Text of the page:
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Linux To Report MIPS Vulnerabilities But They Often Go Unreported Or Dead Vendors

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  • anarki2
    replied
    That's rather unfortunate given that many networking vendors use MIPS on their routers and switches (e.g. Ubiquiti), where security is pretty darn crucial.

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  • flygoat
    replied
    I'm the author of the patch and the patch was meant to say Loongson 64C is not known to be affected by meltdown.....

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  • Quetzalcoatlus
    replied
    as: Warning: Target architecture mipsel-elf is deprecated. Please run mips2arm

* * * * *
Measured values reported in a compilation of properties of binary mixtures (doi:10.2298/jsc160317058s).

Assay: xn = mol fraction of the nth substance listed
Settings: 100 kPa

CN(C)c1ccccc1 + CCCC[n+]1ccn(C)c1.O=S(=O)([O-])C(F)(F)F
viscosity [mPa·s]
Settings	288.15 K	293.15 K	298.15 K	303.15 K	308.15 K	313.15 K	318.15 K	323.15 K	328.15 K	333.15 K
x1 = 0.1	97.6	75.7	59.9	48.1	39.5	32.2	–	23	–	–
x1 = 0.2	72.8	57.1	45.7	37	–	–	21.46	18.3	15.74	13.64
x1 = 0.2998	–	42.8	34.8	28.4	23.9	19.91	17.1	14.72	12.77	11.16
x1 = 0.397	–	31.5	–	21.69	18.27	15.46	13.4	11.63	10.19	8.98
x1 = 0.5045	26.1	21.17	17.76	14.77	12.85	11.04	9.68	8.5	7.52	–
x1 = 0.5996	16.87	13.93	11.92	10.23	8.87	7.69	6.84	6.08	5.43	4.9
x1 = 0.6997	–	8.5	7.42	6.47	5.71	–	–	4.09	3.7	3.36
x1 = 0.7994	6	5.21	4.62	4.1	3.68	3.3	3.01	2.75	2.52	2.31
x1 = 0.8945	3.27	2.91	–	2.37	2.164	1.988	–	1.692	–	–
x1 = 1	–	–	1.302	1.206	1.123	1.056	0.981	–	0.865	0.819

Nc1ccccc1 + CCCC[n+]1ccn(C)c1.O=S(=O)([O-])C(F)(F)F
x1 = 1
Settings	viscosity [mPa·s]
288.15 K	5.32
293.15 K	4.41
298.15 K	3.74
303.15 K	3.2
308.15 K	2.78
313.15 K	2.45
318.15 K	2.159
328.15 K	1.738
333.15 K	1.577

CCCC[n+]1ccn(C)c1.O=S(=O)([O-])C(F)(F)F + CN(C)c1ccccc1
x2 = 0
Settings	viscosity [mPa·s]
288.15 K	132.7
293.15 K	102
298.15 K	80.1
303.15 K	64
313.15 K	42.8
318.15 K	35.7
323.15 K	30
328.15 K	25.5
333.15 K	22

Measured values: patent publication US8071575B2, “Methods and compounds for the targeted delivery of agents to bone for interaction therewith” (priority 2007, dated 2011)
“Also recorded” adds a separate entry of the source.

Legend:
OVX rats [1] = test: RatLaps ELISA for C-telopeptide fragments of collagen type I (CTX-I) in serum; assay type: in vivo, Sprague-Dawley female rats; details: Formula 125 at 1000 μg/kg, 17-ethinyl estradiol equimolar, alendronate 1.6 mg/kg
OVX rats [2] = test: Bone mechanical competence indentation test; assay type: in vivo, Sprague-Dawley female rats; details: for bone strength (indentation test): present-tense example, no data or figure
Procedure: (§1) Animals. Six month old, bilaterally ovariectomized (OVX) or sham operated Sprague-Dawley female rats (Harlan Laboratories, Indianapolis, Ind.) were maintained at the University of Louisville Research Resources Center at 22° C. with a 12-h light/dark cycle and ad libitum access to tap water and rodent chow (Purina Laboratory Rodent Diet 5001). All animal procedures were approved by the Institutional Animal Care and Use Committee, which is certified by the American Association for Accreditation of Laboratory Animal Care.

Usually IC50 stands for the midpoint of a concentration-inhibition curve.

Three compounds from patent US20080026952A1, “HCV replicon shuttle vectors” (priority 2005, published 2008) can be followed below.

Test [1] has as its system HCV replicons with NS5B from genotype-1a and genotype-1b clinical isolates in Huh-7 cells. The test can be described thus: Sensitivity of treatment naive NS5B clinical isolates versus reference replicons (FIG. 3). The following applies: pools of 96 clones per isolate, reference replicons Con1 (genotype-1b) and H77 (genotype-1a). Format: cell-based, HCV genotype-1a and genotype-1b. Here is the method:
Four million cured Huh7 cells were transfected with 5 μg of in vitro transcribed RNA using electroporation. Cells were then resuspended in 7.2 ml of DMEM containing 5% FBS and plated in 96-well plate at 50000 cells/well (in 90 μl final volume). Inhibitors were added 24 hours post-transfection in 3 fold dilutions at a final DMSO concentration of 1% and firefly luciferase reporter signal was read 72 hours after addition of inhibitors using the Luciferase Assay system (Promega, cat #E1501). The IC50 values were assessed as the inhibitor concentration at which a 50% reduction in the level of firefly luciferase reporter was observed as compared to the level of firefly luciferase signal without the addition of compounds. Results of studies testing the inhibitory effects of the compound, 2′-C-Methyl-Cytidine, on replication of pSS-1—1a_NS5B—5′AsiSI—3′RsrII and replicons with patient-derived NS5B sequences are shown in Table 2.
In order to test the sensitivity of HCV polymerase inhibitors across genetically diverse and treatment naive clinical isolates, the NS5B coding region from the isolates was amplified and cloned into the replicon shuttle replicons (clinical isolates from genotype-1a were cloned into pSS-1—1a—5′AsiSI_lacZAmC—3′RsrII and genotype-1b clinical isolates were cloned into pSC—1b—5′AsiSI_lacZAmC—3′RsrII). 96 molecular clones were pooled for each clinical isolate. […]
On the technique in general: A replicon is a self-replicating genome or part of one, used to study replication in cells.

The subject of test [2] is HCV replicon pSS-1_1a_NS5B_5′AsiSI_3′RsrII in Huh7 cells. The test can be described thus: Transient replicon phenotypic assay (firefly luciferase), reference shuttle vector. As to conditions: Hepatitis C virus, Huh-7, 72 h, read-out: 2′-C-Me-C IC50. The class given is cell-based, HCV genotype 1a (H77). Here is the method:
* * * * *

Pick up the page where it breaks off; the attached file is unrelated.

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  • Mangix
    replied
    A lot of these MIPS platforms in practice are not vulnerable to Meltdown/Spectre. A lot of them are in order and have a static memory boundary between kernel and user space.

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  • oiaohm
    replied
    Originally posted by torsionbar28 View Post
    Sounds like someone has been drinking the Chinese kool-aid. Acquiring a patent or hiring an inventor in the 1890's can hardly be compared with the state-sponsored hacking and IP theft we see coming out of the CCP today. China is a uniquely bad actor when it comes to Internet-age intellectual property theft.
    https://www.forbes.com/sites/kenrapo...-for-ip-theft/

    The reality is China is not uniquely bad actor. Biggest of the bad actors yes but methods not unique. You would not be looking at the examples of where the US/Uk/